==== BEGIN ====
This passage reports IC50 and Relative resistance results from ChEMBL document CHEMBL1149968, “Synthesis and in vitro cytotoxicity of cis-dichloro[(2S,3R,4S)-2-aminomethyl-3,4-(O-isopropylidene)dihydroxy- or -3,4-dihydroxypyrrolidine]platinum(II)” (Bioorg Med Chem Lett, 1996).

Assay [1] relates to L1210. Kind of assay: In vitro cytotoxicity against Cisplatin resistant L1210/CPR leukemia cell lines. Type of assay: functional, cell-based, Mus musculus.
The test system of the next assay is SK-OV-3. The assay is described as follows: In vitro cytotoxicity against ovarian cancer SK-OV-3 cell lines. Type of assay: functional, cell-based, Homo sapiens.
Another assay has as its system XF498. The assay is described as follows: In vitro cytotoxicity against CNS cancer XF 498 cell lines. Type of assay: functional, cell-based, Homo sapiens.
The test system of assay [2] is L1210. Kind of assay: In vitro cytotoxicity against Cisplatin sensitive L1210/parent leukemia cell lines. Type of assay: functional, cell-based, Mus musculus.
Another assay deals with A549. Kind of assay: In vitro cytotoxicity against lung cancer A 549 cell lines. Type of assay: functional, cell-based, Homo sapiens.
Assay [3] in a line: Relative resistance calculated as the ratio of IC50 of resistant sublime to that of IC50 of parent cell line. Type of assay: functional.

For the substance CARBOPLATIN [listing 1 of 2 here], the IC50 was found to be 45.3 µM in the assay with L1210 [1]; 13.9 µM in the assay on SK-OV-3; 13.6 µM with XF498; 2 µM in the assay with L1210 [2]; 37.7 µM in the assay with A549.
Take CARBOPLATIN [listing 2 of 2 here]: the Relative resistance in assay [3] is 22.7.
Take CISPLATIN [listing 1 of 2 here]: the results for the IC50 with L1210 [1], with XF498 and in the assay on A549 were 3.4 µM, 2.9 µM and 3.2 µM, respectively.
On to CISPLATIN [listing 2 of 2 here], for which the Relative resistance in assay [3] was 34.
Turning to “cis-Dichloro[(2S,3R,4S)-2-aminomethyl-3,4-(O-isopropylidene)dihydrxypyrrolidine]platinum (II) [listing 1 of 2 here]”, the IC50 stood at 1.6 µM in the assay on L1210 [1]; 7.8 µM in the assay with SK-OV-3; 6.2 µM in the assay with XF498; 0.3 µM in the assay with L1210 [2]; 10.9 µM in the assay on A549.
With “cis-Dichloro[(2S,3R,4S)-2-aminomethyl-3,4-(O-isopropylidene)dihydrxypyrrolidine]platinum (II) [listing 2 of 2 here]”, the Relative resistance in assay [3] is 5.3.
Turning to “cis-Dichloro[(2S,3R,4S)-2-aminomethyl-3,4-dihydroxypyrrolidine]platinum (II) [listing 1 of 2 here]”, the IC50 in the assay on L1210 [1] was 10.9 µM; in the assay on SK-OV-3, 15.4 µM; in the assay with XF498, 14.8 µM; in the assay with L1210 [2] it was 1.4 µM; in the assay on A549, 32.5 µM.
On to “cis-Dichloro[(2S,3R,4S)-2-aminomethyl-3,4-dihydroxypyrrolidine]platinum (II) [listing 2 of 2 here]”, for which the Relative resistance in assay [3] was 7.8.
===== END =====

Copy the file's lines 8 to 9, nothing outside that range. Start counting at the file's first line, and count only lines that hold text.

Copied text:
For the substance CARBOPLATIN [listing 1 of 2 here], the IC50 was found to be 45.3 µM in the assay with L1210 [1]; 13.9 µM in the assay on SK-OV-3; 13.6 µM with XF498; 2 µM in the assay with L1210 [2]; 37.7 µM in the assay with A549.
Take CARBOPLATIN [listing 2 of 2 here]: the Relative resistance in assay [3] is 22.7.